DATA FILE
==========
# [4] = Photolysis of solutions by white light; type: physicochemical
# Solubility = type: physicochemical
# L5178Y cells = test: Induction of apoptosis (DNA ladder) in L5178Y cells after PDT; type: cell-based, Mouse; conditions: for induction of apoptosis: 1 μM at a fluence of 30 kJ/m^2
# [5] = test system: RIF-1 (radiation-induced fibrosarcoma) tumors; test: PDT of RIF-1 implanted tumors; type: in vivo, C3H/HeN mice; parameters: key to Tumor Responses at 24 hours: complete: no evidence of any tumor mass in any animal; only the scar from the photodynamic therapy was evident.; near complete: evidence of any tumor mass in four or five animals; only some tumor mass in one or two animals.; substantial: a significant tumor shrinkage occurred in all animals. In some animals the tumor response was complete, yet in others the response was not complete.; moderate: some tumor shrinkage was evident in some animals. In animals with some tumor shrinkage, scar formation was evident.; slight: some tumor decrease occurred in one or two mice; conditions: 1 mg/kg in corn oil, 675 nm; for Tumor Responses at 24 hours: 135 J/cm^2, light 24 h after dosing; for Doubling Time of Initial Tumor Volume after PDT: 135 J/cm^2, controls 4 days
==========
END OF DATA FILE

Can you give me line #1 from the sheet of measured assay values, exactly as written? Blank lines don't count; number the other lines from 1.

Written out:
# [4] = Photolysis of solutions by white light; type: physicochemical